Labyrinthitis is a condition that causes swelling and inflammation in the inner ear. Symptoms may include hearing loss, vertigo or ringing. Several factors can cause labyrinthitis such as viral or bacterial infection, upper respiratory infection spreading to the ears or a middle ear infection entering into the inner ear.
Preventing Labyrinthitis Symptoms
According to "The New York Times", labyrinthitis typically goes away on its own after a couple of weeks. Fortunately, there are various steps you can take to reduce vertigo and loss of balance symptoms. Lay down when you begin to feel dizzy. Avoid jumping up and resuming activities until symptoms disappear. Refrain from reading while laying down. Turn down the lights in the room. According to the National Institutes of Health at www.nlm.nih.gov, symptoms can reappear from be exposed to bright lights.
You may need to take some time off work if your job requires you to operate heavy machinery. Have a friend or family member drive you to your appointments or to run errands. Complications from labyrinthitis may include bodily harm when trying to walk to climb. You may need to ask for help when walking. Fatigue and stress are two factors that can contribute to this ear infection's symptoms. Take some time to rest up and see how you feel before taking prescribed medications.
Treatment of Nausea and Vomiting
Nausea and vomiting are two of the major symptoms of labyrinthitis. To aid in reducing these symptoms, your doctor may prescribe a form of antiemetics like promethazine and prochlorperazine. These medications act in the brain to prevent nausea caused by vertigo. Some side effects may include low blood pressure and drowsiness.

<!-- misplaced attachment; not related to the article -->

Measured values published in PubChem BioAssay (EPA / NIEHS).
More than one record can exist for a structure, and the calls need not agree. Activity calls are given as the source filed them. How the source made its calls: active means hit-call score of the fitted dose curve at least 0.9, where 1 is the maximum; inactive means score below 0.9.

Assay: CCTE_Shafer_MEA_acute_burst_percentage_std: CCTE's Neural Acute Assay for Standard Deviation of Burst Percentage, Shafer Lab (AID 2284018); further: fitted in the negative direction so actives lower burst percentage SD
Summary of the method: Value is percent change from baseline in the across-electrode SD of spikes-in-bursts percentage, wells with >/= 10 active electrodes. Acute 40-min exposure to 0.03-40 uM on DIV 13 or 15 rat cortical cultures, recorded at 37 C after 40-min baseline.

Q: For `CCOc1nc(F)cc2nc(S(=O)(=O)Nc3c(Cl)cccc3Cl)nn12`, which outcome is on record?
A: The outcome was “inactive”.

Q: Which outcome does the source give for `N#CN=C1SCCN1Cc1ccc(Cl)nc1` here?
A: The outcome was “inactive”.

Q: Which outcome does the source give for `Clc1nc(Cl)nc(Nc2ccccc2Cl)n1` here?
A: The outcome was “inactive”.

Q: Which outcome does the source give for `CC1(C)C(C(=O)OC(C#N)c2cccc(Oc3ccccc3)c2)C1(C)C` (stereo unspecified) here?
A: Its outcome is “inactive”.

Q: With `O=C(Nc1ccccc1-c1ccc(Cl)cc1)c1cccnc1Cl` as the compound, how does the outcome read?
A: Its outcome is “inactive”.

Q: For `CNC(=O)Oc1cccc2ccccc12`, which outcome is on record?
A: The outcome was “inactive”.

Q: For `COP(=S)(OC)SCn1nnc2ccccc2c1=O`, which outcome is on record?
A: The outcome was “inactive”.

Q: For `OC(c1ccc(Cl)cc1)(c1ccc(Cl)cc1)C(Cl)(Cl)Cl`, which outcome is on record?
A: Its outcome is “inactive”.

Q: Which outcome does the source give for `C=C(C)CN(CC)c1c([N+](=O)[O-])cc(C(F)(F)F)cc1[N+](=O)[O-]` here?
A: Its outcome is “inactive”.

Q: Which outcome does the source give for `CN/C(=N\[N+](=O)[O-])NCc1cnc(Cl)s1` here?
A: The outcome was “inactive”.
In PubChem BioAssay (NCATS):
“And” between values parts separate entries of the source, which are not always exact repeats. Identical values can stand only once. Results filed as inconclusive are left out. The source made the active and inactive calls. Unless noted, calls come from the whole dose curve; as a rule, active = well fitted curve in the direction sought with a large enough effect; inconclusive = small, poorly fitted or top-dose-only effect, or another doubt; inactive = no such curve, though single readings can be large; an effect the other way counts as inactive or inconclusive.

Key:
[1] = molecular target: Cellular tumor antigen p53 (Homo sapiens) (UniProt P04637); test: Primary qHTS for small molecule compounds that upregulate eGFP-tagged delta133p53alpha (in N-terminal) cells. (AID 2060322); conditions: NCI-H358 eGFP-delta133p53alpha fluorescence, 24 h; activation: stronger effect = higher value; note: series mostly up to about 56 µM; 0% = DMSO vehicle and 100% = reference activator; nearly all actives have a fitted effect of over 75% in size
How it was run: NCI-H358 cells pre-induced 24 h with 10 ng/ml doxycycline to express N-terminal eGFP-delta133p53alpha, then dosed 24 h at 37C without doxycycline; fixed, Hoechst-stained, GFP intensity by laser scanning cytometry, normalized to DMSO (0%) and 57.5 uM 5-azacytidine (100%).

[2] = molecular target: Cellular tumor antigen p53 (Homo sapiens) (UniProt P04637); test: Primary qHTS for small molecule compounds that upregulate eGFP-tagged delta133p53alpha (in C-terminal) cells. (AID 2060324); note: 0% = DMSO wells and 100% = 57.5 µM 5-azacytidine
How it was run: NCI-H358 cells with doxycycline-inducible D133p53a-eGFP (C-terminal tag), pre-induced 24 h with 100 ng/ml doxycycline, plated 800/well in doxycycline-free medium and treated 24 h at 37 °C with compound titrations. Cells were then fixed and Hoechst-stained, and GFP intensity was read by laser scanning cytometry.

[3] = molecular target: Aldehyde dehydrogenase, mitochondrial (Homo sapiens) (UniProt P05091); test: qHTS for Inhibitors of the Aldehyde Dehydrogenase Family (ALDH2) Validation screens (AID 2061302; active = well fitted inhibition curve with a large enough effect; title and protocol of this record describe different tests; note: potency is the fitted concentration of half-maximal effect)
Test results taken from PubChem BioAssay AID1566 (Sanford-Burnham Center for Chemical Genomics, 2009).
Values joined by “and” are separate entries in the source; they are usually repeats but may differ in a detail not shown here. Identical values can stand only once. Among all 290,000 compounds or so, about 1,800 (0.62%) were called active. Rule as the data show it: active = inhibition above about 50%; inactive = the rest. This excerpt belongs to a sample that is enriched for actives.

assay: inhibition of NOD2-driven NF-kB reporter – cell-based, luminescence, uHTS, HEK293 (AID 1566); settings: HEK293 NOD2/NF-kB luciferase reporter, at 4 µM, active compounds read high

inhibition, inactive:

According to the health provider Cigna, scopolamine is another drug used to reduce vertigo caused nausea. The theory behind the drug's medicinal abilities is that it reduces the activities within the vestibular nerve. The vestibular nerve runs between the inner ear and the brain. As the activity of this nerve reduces, the urge to vomit is greatly decreased. The medicine comes in the form of a patch called Transderm-Scop. Place the patch behind the ear. Side effects include dry mouth and blurred vision. Try out the patch of a couple of days to see if your nausea subsides.
According to the Florida Heath Finder, sedative hypnotics can be prescribed to help labyrinthitis. Anxiety associated with the condition can contribute to worsening labyrinthitis' effects. The most common drug used is Valium. Avoid taking this long term because it can become addictive. Take with a meal to reduce stomach pain. Valium's side effects include fatigue, constipation and depression.
Treating the Infection
Because most cases of labyrinthitis are caused by an underlining bacterial or viral infection, it is important to treat these infections in order to alleviate this ear infection. Follow the instructions for your antibiotics. Do not skip or stop taking the medication until it is completely empty. Suddenly stopping antibiotics leaves you at risk for the infection coming back and not reacting to the particular brand of antibiotics. Side effects from antibiotics include diarrhea, yeast infections and nausea.